Women’s violence can take many forms, including child brides and early marriage. Iran’s misogynous regime promotes early marriage all the time. Simultaneously, the number of child brides and victims of early marriage committing suicide is on the rise.
Since the clerical regime’s supreme leader, Ali Khamenei, issued direct orders for the population policy’s implementation, regime officials have publicly supported child marriage.
“Begin planning for the life and family you want to have from this moment,” Ensieh Khazali, the head of the presidential directorate for Women and Family Affairs, told 9-year-old schoolgirls in Tehran. On April 20, the state-run ILNA News Agency reported that “you can raise your children to be like Qassem Soleimani.”
Last year, Iran’s Population Registration Organization reported that mothers aged 10 to 14 gave birth to more than 1,474 babies. According to the state-run ISNA News Agency, 69,000 births from child mothers aged 10 to 19 were reported on April 13.
Child brides and early marriage are examples of violence against women.
In Iran, misogynous regime constantly encourages early marriage.
— Women's Committee NCRI (@womenncri) May 29, 2022
According to Iran’s National Statistical Center (NSC), 11,235 girls under the age of 15 were married in the fall of 2021. According to the same report, the average age of divorce for child brides born in the early 1980s was 15. On April 16, the state-run Sharq newspaper reported that more than 610 girls under the age of 15 had been divorced by the end of autumn 2021.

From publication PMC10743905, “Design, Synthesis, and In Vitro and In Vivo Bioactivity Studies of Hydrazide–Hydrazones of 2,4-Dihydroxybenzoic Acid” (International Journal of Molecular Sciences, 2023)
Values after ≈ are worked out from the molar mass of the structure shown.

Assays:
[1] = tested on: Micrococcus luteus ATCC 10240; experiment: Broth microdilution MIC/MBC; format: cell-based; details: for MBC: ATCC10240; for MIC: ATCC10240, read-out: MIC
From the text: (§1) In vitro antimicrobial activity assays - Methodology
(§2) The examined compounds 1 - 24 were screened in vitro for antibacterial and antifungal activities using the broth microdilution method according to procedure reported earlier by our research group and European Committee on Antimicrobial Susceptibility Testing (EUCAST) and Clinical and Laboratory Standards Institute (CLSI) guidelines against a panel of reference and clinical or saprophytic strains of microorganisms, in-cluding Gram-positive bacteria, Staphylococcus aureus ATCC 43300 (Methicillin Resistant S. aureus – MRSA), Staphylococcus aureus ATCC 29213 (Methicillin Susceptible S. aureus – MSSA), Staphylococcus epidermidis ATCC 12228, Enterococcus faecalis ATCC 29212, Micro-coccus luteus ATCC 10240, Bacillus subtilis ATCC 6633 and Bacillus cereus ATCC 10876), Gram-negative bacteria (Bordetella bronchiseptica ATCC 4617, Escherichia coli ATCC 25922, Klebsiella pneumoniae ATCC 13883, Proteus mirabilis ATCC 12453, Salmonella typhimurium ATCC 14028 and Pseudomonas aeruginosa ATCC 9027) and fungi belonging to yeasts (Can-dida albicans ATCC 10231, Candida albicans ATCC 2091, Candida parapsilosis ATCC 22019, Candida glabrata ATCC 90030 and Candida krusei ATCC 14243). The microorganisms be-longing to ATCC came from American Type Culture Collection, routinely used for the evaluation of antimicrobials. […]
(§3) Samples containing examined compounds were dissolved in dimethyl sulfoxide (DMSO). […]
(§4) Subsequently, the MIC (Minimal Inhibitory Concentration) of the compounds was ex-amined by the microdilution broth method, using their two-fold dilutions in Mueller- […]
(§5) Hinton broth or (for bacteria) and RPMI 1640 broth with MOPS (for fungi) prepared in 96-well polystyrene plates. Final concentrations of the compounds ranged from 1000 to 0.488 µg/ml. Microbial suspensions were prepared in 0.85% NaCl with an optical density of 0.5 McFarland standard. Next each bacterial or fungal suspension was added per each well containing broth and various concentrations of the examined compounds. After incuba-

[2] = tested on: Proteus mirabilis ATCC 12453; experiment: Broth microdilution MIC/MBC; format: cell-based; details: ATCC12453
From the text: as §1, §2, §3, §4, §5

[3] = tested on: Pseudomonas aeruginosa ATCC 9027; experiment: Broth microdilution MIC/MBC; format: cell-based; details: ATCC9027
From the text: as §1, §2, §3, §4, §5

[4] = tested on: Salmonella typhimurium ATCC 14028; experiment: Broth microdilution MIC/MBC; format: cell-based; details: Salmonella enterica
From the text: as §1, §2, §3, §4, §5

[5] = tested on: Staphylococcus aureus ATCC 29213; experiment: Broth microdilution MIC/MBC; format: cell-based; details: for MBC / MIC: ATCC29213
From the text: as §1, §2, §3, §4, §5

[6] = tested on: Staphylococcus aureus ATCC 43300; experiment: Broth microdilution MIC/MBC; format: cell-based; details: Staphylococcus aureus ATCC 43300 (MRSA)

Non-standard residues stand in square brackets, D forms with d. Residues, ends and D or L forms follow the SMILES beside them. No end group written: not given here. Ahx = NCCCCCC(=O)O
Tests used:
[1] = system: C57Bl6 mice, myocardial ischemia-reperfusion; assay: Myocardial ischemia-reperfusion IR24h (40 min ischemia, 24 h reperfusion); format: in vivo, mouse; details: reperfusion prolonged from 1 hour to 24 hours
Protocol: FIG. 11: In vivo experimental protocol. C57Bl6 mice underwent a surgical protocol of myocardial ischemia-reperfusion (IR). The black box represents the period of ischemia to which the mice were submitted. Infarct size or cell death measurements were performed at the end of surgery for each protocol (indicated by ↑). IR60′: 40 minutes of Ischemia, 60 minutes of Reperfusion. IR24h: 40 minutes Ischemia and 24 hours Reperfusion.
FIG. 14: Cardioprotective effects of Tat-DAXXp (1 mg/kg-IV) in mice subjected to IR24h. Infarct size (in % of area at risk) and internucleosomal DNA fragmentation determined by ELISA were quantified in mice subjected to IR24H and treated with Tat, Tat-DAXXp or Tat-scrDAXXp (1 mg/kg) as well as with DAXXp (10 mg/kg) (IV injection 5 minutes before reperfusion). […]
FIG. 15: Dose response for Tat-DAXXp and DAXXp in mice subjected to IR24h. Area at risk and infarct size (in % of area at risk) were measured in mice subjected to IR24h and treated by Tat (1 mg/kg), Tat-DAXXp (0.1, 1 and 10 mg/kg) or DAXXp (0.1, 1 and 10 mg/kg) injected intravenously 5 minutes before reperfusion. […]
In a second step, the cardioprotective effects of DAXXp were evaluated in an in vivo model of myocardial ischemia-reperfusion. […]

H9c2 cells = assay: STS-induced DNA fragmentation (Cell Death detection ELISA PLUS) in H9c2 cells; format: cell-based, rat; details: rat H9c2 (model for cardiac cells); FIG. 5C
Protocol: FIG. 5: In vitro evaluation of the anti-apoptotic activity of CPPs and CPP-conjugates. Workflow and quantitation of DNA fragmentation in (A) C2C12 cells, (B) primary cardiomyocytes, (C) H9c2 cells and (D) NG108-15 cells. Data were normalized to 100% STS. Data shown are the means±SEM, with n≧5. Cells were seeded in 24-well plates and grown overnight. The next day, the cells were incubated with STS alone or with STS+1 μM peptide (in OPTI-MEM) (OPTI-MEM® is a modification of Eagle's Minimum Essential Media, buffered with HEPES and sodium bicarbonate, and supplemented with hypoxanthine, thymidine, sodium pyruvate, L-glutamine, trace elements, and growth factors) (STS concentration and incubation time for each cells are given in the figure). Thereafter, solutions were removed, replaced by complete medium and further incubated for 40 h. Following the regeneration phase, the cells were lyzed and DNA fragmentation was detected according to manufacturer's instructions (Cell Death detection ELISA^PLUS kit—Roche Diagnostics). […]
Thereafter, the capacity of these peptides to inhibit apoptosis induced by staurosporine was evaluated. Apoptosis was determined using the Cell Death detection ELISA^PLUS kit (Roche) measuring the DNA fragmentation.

Furthermore, the NSC reports that over the last five years, 131,000 children under the age of 15 have married.
None of the figures released by the regime or the regime’s media are correct. The regime is not transparent when it comes to statistics, especially when it comes to violence against women. Official statistics in Iran never reflect the current state of the country.
The physical and mental harms caused by child marriage are irreversible for girls, particularly those who become pregnant before reaching the age of 18. Child brides face issues such as depression, suicide, divorce, and dropping out of school. These tragedies only serve to exacerbate the cultural and economic poverty cycle.
Fatemeh Sayyadi took her own life on March 30 in Shiraz by hanging herself. Fatemeh’s baby, who was eight months old at the time, was discovered next to the lifeless body and taken to the hospital four days later. Fatemeh Sayyadi was forced to marry when she was a child, and she was a victim of child marriage.
A media report from March 2022 detailed the murder of three children by their mother in a village in Ramhormoz County, southwest Iran. Zahra A., as she was known, was a 27-year-old woman. Before hanging herself, she had killed her two sons (ages 10 and 6) and her daughter (age 3). According to the state-run IRNA News Agency, Zahra A. was a victim of child marriage on April 5.
A mother in Piranshahr, West Azerbaijan Province, attempted suicide after killing her two children, aged six months and twelve years, in a similar case. Mental and nerve disorders were blamed for the mother’s attempted suicide, highlighting the significant pressure girls face when forced into early marriage.
Sita Sheikh-Moradi, a 17-year-old mother of a 4-month-old child, set herself on fire and died as a result. She doused herself in alcohol and set fire to herself on May 3. She died in a hospital because 95 percent of her body had been burned. Sita was only 15 years old when she married.
Poverty and rampant violence against women are directly responsible for many of the pressures faced by Iranian women. The violence is frequently reported in state-run media, with husbands, fathers, and brothers murdering women.